How to capture the solar eclipse with a smartphone

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While you can't test glasses yourself to see if the solar filters are up to that standard, you can test to see if the glasses are definitely unsafe.

There's just one week until the total solar eclipse passes through the USA, and some people still aren't sure how to safely take photos and videos of the event with their smartphones.

"Everywhere is sold out", said Melanie Lotspeich of Omaha.

As the day of the eclipse draws closer, trying to find certified viewing glasses is getting more and more hard. Amazon is issuing refunds to affected customers. Customers whose glasses were included in the recall received an email from awesome saying the supplier can't confirm if the glasses came from a recommended manufacturer and urging buyers to not use the glasses.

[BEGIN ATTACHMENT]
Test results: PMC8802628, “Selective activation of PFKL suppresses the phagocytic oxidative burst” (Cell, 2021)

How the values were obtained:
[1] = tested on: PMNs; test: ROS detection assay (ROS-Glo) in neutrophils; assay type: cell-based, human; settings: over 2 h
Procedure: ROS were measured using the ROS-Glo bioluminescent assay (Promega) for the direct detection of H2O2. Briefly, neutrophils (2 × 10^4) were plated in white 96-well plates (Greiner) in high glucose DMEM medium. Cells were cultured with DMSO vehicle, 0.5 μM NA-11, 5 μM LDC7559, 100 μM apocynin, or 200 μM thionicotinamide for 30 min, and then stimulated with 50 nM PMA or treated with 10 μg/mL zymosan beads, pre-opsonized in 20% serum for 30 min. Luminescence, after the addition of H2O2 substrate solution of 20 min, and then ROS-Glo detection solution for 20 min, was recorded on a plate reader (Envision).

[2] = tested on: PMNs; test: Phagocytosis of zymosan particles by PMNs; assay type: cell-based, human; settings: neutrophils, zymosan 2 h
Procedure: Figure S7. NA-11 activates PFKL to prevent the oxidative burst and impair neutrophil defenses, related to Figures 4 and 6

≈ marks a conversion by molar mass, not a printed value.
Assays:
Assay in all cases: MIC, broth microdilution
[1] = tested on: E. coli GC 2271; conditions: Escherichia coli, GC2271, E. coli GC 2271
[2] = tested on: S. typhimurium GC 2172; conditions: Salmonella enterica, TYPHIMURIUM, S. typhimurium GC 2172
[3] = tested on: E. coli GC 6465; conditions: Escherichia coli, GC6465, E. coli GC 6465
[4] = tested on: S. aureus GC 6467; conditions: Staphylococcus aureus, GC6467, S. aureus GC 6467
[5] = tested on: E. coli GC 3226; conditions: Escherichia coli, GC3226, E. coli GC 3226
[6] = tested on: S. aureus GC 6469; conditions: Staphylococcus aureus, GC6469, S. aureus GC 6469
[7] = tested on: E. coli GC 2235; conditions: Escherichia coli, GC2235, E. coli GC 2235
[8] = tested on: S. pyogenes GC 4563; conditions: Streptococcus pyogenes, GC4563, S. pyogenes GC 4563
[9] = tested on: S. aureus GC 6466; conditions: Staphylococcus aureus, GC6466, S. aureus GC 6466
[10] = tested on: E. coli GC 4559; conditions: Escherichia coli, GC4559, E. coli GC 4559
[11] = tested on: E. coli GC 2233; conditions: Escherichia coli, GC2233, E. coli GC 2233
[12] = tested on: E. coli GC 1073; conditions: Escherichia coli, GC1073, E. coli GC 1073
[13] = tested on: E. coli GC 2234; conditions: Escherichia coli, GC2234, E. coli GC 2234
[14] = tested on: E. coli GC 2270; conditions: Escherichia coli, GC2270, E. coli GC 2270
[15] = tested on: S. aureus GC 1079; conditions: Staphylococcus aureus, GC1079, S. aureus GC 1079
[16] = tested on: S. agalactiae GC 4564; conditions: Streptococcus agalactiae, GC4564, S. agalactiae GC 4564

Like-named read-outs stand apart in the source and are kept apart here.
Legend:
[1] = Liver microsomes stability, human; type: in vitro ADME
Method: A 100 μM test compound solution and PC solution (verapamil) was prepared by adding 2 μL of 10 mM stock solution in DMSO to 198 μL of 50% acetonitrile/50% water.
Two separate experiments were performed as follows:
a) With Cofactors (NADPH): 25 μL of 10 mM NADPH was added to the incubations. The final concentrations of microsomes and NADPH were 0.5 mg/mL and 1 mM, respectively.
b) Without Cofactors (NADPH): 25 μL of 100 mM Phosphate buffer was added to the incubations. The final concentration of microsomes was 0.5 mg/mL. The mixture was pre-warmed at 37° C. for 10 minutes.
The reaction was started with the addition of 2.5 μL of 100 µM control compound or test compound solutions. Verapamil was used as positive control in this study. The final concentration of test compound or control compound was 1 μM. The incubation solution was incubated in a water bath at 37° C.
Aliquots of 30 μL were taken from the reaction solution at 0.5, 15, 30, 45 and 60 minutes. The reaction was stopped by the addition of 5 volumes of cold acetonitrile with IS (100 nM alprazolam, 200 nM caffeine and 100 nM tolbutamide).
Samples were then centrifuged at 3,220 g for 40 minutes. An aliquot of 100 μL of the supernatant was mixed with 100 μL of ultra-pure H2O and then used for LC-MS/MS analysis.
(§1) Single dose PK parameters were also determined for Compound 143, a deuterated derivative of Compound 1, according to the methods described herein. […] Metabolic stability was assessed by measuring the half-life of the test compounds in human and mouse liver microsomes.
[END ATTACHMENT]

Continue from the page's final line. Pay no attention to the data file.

Eye Dr. Lance Kugler of Kugler Vision recommends that, too. "Even for a few seconds, even when it's completely blacked out".

Simpson thought they were safe to wear during next week's total solar eclipse because the order title stated the glasses were ISO certified. "So if patients were to use these counterfeit glasses and end up with eye damage that could permanently blind them for the rest of their life", Stepien said. Once the sun reappears, glasses should be replaced. Read and follow any instructions packaged with or printed on the glasses.

NASA recommends only buying solar glasses from the following parent companies; American Paper Optics, Rainbow Symphony, Thousand Oaks Optical or TSE 17.

"If you don't have eclipse glasses that are safe, then we encourage you to sit in our community rooms and watch our NASA feeds", Raleigh said. You can choose not go that route.

At least three schools and dozens of teachers in Louisville are scrambling to find glasses for students to view next week's solar eclipse after purchasing glasses from Amazon that have been recalled for safety reasons.